The jabs start early in the text: “so profound,” Meyer deadpans regarding the Vile oeuvre, while highlighting the limited scope of the work. Divergent as my thoughts on this may be, Vile himself almost certainly wouldn’t disagree; as he says himself on his latest single, “One Trick Ponies,” in a characteristically tongue-in-cheek sidebar: “some are one-trick ponies / well, so am I”. (A real missed opportunity for the author.) This is the basic tension of the column – Meyer criticizes the music seemingly without realizing it, and the artist, have been in agreement with him all along. Bogged down in dedicated distaste, he glides over Vile’s own bemusement at the attempt to build some grand narrative arc out of his music by journalists and marketers alike, a struggle clearly outlined in the New York Times piece cited in the column.

“are there any worse writers than publicists for Brooklyn buzz bands” I once tweeted, and I stand by and in that shade. Press materials are at times malignantly bad, stuffed with lofty, empty adjectives and bizarre sentence structure (said with four fingers pointing back at me: same, but I don’t get paid for it). Publicity is to be tolerated as a necessary evil of the suspicious and exploitative business of art, and really what I’m saying is no band deserves to be evaluated 1:1 alongside whatever alphabet soup some burned-out hipster cooked up for their album rollout. Every critic should know this, so it’s sad that Meyer stumbles so painfully close before receding back into the muddled terrain of listening to the music through the lens of a third party.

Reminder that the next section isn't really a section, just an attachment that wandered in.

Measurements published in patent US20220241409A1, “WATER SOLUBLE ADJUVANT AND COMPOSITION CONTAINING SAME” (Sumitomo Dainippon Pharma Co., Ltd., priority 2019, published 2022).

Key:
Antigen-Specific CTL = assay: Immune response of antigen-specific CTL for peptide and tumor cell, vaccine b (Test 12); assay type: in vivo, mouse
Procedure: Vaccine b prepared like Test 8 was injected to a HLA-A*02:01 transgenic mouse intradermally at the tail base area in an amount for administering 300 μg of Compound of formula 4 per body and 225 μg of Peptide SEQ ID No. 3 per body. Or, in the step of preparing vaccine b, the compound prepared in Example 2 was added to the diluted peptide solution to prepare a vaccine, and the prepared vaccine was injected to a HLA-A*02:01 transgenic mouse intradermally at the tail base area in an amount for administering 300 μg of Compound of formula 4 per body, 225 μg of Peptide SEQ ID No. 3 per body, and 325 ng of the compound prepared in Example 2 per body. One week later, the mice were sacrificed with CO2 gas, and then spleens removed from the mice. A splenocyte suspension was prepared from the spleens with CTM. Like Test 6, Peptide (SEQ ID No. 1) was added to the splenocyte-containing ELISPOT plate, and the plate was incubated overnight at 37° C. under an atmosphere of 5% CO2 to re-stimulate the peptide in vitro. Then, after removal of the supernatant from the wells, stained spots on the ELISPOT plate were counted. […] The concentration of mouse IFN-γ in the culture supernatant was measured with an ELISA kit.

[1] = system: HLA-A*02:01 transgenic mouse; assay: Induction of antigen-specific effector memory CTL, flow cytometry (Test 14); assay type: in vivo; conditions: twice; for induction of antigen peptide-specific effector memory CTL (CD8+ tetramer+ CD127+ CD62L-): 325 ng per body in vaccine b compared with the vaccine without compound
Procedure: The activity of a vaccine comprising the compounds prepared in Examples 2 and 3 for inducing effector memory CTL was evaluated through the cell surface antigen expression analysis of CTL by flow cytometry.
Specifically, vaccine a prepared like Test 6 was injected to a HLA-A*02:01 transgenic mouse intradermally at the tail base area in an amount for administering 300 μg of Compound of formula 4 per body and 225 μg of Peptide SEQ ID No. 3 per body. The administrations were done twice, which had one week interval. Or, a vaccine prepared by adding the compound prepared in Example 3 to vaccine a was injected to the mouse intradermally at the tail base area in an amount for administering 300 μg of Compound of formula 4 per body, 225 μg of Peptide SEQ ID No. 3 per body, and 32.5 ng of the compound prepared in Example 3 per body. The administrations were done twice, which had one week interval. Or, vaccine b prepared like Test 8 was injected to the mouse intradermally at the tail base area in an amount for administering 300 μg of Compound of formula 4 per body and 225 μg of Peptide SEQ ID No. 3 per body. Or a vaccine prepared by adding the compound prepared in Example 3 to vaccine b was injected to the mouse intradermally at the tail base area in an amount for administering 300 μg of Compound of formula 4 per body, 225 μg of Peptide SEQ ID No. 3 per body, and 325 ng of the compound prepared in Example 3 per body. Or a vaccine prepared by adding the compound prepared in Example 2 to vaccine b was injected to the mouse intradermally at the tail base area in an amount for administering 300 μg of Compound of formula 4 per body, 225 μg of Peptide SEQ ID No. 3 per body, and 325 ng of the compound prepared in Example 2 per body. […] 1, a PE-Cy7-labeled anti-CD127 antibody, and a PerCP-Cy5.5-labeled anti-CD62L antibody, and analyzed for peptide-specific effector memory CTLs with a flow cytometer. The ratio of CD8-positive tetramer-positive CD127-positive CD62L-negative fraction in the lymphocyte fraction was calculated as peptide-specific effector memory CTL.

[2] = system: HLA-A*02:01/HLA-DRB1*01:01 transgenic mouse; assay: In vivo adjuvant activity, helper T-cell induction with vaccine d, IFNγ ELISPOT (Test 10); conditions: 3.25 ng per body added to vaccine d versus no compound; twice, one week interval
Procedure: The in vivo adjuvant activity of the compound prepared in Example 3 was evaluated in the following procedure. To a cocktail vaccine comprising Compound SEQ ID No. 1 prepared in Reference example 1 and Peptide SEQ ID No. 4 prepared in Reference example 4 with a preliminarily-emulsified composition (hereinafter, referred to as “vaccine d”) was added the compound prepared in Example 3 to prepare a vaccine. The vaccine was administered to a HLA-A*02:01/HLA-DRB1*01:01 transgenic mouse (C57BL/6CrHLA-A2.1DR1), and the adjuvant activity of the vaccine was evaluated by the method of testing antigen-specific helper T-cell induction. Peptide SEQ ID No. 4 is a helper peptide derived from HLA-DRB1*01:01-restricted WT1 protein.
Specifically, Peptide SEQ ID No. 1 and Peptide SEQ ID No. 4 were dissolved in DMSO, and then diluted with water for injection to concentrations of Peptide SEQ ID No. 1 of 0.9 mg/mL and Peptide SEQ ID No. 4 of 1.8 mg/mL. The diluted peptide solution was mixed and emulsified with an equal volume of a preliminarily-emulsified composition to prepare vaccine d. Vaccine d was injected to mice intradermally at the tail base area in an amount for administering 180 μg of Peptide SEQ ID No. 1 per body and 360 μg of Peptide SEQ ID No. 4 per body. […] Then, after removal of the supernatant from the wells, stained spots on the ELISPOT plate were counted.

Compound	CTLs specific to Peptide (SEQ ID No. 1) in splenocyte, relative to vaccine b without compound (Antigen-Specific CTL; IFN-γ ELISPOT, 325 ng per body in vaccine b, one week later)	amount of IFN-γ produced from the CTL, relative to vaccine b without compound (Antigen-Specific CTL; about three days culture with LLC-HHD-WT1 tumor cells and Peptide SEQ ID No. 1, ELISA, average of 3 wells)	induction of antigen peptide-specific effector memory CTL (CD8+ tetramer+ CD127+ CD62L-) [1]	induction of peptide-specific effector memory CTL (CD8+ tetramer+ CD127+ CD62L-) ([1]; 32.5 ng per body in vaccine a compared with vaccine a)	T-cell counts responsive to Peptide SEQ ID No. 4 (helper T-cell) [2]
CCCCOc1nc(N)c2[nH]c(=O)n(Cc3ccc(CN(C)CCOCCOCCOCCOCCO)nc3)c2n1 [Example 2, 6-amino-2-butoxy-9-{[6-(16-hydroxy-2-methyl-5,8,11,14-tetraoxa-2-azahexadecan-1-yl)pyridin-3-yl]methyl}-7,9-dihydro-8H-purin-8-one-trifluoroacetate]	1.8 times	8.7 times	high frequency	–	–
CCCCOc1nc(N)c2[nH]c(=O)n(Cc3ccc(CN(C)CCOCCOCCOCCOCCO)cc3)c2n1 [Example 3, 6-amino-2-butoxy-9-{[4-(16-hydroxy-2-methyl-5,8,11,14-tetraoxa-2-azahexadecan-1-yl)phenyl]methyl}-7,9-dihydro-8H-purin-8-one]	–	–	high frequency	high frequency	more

The bottom line is it’s not the critique itself which offends; instead, it’s the architecture of the critique which reveals it to be politically disingenuous. Though Meyer pays lip service to radicalism, few methods of analysis are as fundamentally conservative as engaging more with the marketing mechanism than the music itself. I agree with him at points because not all music is, can, or should be an atomic bomb. Sometimes, girls just wanna have fun; sometimes, you just want to hum along while you make dinner, or hang out with your friends with the radio playing, and it doesn’t matter what’s on; sometimes, music is and should just be basic stimuli, a little color, a little light.

A culture of escalation is one of the major symptoms of a world so saturated with content and mass media that every release needs to be described as vital, or life-changing, or so on to attract the requisite attention for a casual half-minute Spotify listen. Accordingly, the ossified capitalist methods of manufacturing, hyping, and distributing music and other art deserve critique and disturbance — but it’s an unfair burden to place on the artist themself, and conflating the two in situations like this misidentifies the enemy. —Charlotte Murtishaw

 


Will Meyer is a co-editor of The Shoestring. Charlotte Muritshaw is a regular contributor to The Shoestring, who recently interviewed filmmaker Liz Walber.